Brilliant hopes, heart-wrenching despair

Today, we have another fascinating contribution to my guest series about personal writing, and it’s a double first – Alejandro De La Garza is the first contributor from across the pond, and the first to keep his diaries digital.

Alejandro De La Garza

Not long after I began walking and talking around the age of 9 months, my parents started teaching me to read. The books were those simply-worded “See Spot Run” types, but I took to them with uncannily inborn sense of ease. Whenever my folks became engaged with some task, they made sure I was either asleep or sitting on the couch with one of those books. Many of those colorful pre-school tomes were “Golden Books,” the classics of childhood literature that helped to educate the toddler masses. I still have scores of them stored away neatly in boxes; surely they’d be collector’s items by now.

By the age of 5 – before entering kindergarten – I had started writing. Although I could speak in complete sentences and use seemingly grown-up words, putting those thoughts into written form became my primary means of communication. I’ve been reading and writing voraciously ever since.


I first started a personal journal in the summer of 1983, but stopped. I resumed the following year and have maintained a private journal for the better part of the past thirty-two years. I realized long ago these journals weren’t just a record of a mundane life. I could inscribe my most intimate thoughts and ideas. After all, no one would view them except me; or at least not until after I die. I don’t have to be proper and considerate of other peoples’ sentiments. Political correctness has no real place in these writings. The most authentic side of my otherwise quiet persona arises to expunge the wrath of a troubled mind or the glory of an exuberant soul. It runs the gamut, from the most brilliant hopes for an extraordinary future to the abyss of heart-wrenching despair.

In June of 2013, I suffered a freak, but critical accident here at home where my right upper arm experienced a severe gash that damaged nerves running down to my hand. Three months later a hand surgeon did her best to rehabilitate those nerves. Because it was almost impossible to write manually, I began keeping my journal in electronic format. The mechanics are definitely easier. But the purpose remains the same.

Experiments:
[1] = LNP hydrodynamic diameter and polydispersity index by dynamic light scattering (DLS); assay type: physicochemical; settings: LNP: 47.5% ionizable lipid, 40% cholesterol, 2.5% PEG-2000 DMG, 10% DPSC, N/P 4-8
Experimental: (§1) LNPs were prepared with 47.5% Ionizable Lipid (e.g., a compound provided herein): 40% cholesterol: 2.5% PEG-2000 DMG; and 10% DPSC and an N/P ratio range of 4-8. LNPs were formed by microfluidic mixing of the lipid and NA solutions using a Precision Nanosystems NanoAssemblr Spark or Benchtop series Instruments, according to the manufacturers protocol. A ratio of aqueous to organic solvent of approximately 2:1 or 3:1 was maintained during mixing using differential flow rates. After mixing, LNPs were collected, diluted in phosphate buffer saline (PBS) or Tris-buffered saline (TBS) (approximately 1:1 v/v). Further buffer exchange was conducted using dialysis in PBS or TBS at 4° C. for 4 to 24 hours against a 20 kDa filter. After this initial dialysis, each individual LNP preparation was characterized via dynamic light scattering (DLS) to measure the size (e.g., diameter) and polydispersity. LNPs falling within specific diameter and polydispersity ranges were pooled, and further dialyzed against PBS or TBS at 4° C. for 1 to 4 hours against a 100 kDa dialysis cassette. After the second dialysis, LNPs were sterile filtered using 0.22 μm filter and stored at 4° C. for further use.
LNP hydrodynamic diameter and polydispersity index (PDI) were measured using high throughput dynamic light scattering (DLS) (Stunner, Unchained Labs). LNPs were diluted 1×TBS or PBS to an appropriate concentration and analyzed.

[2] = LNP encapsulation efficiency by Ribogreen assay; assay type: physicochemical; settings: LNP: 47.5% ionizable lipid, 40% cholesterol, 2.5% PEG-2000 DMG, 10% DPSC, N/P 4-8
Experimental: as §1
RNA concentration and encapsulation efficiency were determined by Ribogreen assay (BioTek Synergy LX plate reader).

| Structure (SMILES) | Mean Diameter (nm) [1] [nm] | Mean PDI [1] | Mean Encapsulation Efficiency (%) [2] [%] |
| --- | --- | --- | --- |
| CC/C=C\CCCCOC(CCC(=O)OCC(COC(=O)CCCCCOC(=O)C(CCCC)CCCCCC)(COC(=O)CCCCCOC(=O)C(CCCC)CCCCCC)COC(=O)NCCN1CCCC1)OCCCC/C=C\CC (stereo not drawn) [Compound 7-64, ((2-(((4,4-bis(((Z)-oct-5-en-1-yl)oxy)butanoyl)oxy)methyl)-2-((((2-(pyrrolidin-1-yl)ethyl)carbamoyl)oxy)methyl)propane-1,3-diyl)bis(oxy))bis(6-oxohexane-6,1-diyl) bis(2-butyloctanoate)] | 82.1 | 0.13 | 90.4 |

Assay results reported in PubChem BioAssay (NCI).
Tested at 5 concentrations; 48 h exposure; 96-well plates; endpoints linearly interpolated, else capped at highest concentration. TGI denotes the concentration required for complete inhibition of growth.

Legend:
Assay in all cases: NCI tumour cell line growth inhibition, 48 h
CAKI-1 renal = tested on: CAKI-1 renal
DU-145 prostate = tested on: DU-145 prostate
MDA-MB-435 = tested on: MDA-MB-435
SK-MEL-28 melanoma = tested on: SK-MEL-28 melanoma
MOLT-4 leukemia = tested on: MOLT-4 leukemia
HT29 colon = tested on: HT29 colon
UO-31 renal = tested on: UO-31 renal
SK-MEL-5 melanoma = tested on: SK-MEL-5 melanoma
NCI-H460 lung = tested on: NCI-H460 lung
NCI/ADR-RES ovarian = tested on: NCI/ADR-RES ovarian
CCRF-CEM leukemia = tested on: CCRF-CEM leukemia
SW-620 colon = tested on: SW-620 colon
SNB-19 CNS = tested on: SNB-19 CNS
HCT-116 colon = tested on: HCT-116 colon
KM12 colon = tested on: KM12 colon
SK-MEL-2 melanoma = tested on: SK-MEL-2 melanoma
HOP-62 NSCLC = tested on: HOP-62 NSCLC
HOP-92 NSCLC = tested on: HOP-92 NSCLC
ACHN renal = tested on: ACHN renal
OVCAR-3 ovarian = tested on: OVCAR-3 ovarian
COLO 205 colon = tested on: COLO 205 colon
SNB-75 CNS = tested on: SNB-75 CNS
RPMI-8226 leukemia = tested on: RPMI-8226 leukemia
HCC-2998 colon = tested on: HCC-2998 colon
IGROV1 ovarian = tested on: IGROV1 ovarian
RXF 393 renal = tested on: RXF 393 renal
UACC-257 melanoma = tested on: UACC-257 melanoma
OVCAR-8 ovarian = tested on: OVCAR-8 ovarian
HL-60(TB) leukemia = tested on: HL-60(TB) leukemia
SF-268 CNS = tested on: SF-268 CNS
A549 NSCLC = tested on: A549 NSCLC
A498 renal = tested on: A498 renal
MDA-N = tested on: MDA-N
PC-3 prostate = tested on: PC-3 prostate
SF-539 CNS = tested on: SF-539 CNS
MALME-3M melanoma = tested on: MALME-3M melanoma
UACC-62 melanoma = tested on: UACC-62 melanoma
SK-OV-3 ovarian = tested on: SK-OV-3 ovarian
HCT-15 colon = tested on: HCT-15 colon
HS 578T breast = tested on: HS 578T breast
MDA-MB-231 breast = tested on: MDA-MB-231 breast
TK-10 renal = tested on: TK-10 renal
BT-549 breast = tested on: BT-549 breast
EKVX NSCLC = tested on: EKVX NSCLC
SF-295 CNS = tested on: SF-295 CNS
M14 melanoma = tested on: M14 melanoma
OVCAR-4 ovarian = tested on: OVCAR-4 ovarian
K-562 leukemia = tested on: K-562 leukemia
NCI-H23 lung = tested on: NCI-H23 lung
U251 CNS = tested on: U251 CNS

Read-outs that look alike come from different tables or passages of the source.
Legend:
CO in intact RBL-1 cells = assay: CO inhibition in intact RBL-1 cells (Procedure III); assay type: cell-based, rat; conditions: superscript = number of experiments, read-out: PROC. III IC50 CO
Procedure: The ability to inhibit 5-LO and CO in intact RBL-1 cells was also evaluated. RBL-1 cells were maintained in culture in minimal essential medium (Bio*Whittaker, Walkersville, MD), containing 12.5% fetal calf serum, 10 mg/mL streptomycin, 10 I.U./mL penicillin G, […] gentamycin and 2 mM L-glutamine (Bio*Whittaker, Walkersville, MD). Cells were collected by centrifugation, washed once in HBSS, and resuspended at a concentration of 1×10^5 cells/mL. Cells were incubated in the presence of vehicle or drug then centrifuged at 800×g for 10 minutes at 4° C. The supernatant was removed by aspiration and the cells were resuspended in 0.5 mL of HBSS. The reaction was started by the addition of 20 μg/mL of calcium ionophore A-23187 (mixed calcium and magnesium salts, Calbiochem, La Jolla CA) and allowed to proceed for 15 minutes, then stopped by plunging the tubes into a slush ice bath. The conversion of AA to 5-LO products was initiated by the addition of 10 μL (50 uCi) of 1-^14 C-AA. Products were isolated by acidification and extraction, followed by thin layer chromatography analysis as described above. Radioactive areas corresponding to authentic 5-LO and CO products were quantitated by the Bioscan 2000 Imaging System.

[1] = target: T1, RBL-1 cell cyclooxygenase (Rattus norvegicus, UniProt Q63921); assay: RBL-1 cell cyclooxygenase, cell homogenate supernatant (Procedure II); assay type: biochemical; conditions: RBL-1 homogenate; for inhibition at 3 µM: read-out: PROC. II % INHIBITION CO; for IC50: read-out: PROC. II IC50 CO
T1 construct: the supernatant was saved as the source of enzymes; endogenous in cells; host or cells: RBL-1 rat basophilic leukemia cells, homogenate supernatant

Whenever I’m in great emotional or even physical distress, I turn to my journal and let the anxiety melt onto the computer screen. Conversely, when things are going well, my journal captures the beauty of that moment. These journals are my refuge.

You can say read more from Alejandro on his blog

Alejandro’s story reminds me of when I was a child; as soon as I could write, writing became an immediate and necessary response to experience. Does his experience of journal-writing resonate with you?

4 thoughts on “Brilliant hopes, heart-wrenching despair”

  1. Hello Alejandro. I know exactly where you’re coming from – I love the fact that you can, in your journal/diary, write your innermost thoughts, fears and aspirations without reprimand from other people. It’s also interesting to look back and relive some of those emotions.

    1. Reliving the emotions – yes, you’re right. I’ve thought of mine as a resource for checking facts, memory being such a slippery customer – but it’s the emotion that makes them such powerful reading.

    2. Thank you, Julie. Diaries and journals are for anyone, not just writers. It’s interesting to peruse the old ones – which involves pulling out the boxes where I have them stuffed – and see how some things about my life have changed, while other aspects remain the same. I believe if everyone would maintain some kind of private journal, we’d see less violence and hopelessness in the world. My journals are therapeutic, and people could always use some kind of therapy that doesn’t involve pills, food, alcohol or guns.

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